A strained office
Issues within the office have been ongoing for some time.
Freedhoff has repeatedly spoken about the problems plaguing her office in congressional testimony, where she has noted the Trump administration did not account for the staffing needs required under the Toxic Substances Control Act. As a result, office employees and external advocates alike have worried about the toll on critical chemical risk assessments, which the public relies on for health information.
At the end of last year, EPA staffers told E&E News they worried about high attrition rates and expertise gaps within the chemicals office (Greenwire, Dec. 23, 2021). EPA later confirmed the Office of Pollution Prevention and Toxics (OPPT) faced 13.3 percent attrition last year, with higher rates of 18.8 percent in its division focused on existing chemicals. The agency’s attrition rate across the board was 8 percent, leading to questions about the strain on OPPT in particular (Greenwire, Jan. 3).
Under the Biden administration, the Office of Chemical Safety and Pollution Prevention has repeatedly emphasized a commitment to scientific integrity and reversing many Trump-era decisions, which some employees say established a culture of fear and retribution. Staffers have noted a tonal shift in particular under Freedhoff, who has encouraged days off and acknowledged burnout across her office.
But they also emphasized ongoing realities within the Office of Chemical Safety and Pollution Prevention, which has nowhere near the staffing levels needed to perform a number of functions. Another source of consternation is a culture of abuse at more senior levels, according to at least two staffers who said some longtime managers have made it harder for their direct reports to do their jobs.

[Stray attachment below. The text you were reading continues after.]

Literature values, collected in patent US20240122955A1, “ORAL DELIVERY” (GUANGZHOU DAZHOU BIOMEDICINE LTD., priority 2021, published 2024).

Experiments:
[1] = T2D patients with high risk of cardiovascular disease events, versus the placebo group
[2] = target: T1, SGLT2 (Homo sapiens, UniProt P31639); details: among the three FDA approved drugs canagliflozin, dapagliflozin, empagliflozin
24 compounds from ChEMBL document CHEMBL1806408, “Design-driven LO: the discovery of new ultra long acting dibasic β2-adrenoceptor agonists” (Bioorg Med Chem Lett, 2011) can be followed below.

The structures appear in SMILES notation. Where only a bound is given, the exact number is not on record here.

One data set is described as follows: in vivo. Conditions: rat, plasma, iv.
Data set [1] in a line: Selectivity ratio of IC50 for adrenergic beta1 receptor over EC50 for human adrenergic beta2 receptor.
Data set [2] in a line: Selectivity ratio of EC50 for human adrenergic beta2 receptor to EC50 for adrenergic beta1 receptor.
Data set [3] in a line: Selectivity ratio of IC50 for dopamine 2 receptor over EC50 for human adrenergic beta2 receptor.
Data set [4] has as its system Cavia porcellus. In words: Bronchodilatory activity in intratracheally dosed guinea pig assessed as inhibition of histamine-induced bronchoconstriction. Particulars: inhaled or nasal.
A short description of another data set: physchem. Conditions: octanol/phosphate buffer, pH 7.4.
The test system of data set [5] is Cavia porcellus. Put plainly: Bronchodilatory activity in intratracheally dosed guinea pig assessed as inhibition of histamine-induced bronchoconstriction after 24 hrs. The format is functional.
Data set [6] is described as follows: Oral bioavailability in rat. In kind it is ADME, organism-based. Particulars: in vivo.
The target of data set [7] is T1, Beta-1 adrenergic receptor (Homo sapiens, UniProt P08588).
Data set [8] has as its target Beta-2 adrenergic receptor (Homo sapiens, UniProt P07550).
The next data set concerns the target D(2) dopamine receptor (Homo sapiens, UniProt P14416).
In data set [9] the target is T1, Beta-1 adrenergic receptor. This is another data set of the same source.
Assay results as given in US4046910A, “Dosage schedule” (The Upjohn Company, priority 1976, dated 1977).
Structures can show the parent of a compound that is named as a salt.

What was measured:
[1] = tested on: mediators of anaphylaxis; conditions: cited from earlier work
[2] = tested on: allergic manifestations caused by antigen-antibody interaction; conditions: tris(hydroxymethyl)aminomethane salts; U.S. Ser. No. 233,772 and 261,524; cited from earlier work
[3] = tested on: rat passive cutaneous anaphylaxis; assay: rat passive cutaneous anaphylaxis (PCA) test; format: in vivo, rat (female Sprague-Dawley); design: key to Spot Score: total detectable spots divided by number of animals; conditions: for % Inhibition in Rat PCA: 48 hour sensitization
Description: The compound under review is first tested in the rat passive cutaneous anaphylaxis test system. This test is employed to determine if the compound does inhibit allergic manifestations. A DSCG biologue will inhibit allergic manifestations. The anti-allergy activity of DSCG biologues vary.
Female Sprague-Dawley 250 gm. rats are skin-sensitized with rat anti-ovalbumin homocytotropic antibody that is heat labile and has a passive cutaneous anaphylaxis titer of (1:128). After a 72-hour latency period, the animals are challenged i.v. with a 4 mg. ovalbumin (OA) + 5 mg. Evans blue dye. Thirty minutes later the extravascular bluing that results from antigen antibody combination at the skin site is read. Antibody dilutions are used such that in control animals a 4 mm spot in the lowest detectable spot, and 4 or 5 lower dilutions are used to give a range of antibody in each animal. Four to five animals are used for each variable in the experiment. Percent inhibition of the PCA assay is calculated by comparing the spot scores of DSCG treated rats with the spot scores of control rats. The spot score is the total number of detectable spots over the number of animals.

Among the staff positions needed within the office are biologists, chemists and toxicologists, EPA said, as well as chemical engineers, physical scientists and microbiologists. Those roles are all key for shaping work carried out under TSCA, including critical risk assessments meant to protect the public and the environment.
Advocates who have expressed repeated concerns about OCSPP staffing issues indicated the initial survey results left them with questions. Kyla Bennett, who directs science policy for the group Public Employees for Environmental Responsibility, pointed to some of the more negative responses laid out in the results.
"It seems like there are a LOT of problems in this division; while some of it is related to staff shortages, the fear of bullying, retaliation, and harassment the employees mention is frightening," she wrote via email.
Bennett encouraged Freedhoff to take swift action on the issues raised by OCSPP members, while adding that she would like to see more information regarding the actual survey results.
"I suspect that the devil is in the details," Bennett said.